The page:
coronavirus metrics

Rising COVID Metrics Put Added Pressure on Race to Vaccinate in Illinois and Chicago

As of Thursday, the city reported just under 60% of its senior population had received at least one dose of the coronavirus vaccine

NBCUniversal Media, LLC

COVID metrics on the rise in the Chicago area have sparked concerns from health officials as the city and state both race to get vulnerable populations vaccinated.

The rise in metrics have prompted warnings from Cook County's health department, which said restrictions could return if the numbers continue to trend "in the wrong direction."

Meanwhile, in Chicago, officials have noted a surge particularly among young adults on the city's North Side, where several "hot spots" have been reported.

Dr. Allison Arwady, commissioner for the Chicago Department of Public Health, said she fears a lag in vaccinations for seniors in the city could make the population susceptible during the latest surge.

As of Thursday, the city reported just under 60% of its senior population had received at least one dose of the coronavirus vaccine. Illinois, on the other hand, has seen 73% of its senior population receive vaccine.

"Still not in good shape," Arwady said. "We've got to get our people over 65 vaccinated. My biggest worry with the surge in cases is that we are not vaccinated enough among our oldest."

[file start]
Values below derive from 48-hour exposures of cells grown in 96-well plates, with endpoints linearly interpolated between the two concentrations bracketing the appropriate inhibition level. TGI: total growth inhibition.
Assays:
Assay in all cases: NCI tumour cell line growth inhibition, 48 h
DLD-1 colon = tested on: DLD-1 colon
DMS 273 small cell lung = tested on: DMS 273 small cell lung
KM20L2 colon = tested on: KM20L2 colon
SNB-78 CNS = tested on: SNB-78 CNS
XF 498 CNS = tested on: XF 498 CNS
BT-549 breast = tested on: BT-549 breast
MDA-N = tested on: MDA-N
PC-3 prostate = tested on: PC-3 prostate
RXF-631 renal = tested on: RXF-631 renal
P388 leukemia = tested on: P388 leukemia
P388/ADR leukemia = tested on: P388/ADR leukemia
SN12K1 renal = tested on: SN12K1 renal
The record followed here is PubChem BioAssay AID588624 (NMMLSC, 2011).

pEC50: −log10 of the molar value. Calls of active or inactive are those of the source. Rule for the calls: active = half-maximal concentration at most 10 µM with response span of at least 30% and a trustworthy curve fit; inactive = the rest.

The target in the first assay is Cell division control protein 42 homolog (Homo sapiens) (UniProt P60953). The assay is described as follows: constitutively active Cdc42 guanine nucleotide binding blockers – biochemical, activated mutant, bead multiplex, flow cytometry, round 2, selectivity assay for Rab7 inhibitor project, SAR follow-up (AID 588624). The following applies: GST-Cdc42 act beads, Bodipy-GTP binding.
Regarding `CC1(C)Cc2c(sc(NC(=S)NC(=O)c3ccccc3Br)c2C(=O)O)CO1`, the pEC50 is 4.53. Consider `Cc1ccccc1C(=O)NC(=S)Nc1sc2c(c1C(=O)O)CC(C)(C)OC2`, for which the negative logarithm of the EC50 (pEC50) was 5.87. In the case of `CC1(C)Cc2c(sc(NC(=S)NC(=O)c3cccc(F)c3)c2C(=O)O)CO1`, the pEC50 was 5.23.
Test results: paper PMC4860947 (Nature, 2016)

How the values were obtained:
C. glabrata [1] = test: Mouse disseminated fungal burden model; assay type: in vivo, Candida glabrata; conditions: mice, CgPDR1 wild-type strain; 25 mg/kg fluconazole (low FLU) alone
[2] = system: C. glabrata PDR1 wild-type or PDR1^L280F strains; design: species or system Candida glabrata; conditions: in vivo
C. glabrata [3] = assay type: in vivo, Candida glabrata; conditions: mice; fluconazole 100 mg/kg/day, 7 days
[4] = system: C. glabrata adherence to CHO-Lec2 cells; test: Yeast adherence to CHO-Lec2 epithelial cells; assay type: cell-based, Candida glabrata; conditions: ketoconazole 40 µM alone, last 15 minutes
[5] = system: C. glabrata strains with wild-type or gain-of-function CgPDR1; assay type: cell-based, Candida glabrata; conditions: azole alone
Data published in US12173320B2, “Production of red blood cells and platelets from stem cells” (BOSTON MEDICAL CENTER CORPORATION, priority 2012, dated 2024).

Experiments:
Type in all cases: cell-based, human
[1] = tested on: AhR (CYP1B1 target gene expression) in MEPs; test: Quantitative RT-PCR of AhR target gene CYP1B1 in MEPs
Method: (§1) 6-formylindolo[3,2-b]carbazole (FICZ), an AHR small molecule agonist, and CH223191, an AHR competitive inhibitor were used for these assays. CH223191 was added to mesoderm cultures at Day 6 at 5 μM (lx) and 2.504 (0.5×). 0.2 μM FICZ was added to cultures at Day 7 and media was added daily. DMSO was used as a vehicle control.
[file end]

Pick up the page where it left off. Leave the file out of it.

City data showed that in the last week, cases amongst 18- to 44-year-olds have risen more than any other age group. It's a trend that has been increasing over the last month, with 18- to 39-year-olds representing more than half of the confirmed cases reported.

On Thursday, the University of Chicago issued a stay-at-home order for students and moved classes remote due to a "large cluster" of confirmed cases, attributed largely to undergraduate populations and off-campus frat parties.

Meanwhile, in the month of March, hospitalizations still showed older populations on the rise in Chicago.

"Even with a lot of vaccination, we had about 600 or so people hospitalized and more than a third of those were in people over 65 and very disproportionately among blacks Chicagoans," Arwady said.

The spread of COVID among young adults is also being credited for spikes in suburban counties as well.

"It's you know our 20s and 30-year-olds and somewhat 40-year-olds that are the ones that are our testing positive. Younger folks are also, as we know, the ones that are more likely to be out and about and maybe being a little bit less observant of the guidance, which means not wearing masks and congregating in big groups which we don't advise," Dr. Rachel Rubin, co-lead of the Cook County Department of Public Health, said this week. "So, they are driving this pandemic right now, however it doesn't mean that other groupings other than our older seniors are not also seeing rises because younger people will transmit to their older family or friends."

Health officials in suburban Will County warned residents to remain vigilant after a wedding resulted in a COVID outbreak involving at least 20 confirmed and probable cases.

“We are getting cocky,” Steve Brandy, public information officer with the Will County Health Department, said. “We think we are done and we don’t need to social distance, and that is a big mistake.”